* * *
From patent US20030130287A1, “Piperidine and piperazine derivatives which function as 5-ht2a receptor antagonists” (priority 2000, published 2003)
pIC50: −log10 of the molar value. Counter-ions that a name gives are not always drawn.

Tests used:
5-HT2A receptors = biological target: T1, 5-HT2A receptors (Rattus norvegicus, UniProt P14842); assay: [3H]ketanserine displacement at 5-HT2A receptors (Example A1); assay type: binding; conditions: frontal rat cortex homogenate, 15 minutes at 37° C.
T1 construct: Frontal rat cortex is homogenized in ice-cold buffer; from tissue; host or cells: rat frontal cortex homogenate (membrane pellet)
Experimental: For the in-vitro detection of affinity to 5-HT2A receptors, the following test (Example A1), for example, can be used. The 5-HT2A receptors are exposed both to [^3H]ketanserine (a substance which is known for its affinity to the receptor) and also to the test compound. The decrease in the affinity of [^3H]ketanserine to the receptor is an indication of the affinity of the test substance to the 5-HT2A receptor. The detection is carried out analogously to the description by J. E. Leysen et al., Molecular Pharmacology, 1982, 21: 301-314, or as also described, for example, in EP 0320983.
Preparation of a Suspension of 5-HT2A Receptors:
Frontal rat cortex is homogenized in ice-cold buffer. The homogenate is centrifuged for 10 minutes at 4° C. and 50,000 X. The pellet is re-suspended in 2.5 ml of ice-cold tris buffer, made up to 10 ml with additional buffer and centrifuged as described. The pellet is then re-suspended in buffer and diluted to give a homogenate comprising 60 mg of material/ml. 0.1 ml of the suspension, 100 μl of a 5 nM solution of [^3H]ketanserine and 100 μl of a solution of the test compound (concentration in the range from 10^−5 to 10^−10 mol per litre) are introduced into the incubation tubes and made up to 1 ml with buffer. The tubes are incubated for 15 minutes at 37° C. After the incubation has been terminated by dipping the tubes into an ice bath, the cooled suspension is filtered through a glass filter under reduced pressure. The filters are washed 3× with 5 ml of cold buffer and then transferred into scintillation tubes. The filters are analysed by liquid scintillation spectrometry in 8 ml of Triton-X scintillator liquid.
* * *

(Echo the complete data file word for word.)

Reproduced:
From patent US20030130287A1, “Piperidine and piperazine derivatives which function as 5-ht2a receptor antagonists” (priority 2000, published 2003)
pIC50: −log10 of the molar value. Counter-ions that a name gives are not always drawn.

Tests used:
5-HT2A receptors = biological target: T1, 5-HT2A receptors (Rattus norvegicus, UniProt P14842); assay: [3H]ketanserine displacement at 5-HT2A receptors (Example A1); assay type: binding; conditions: frontal rat cortex homogenate, 15 minutes at 37° C.
T1 construct: Frontal rat cortex is homogenized in ice-cold buffer; from tissue; host or cells: rat frontal cortex homogenate (membrane pellet)
Experimental: For the in-vitro detection of affinity to 5-HT2A receptors, the following test (Example A1), for example, can be used. The 5-HT2A receptors are exposed both to [^3H]ketanserine (a substance which is known for its affinity to the receptor) and also to the test compound. The decrease in the affinity of [^3H]ketanserine to the receptor is an indication of the affinity of the test substance to the 5-HT2A receptor. The detection is carried out analogously to the description by J. E. Leysen et al., Molecular Pharmacology, 1982, 21: 301-314, or as also described, for example, in EP 0320983.
Preparation of a Suspension of 5-HT2A Receptors:
Frontal rat cortex is homogenized in ice-cold buffer. The homogenate is centrifuged for 10 minutes at 4° C. and 50,000 X. The pellet is re-suspended in 2.5 ml of ice-cold tris buffer, made up to 10 ml with additional buffer and centrifuged as described. The pellet is then re-suspended in buffer and diluted to give a homogenate comprising 60 mg of material/ml. 0.1 ml of the suspension, 100 μl of a 5 nM solution of [^3H]ketanserine and 100 μl of a solution of the test compound (concentration in the range from 10^−5 to 10^−10 mol per litre) are introduced into the incubation tubes and made up to 1 ml with buffer. The tubes are incubated for 15 minutes at 37° C. After the incubation has been terminated by dipping the tubes into an ice bath, the cooled suspension is filtered through a glass filter under reduced pressure. The filters are washed 3× with 5 ml of cold buffer and then transferred into scintillation tubes. The filters are analysed by liquid scintillation spectrometry in 8 ml of Triton-X scintillator liquid.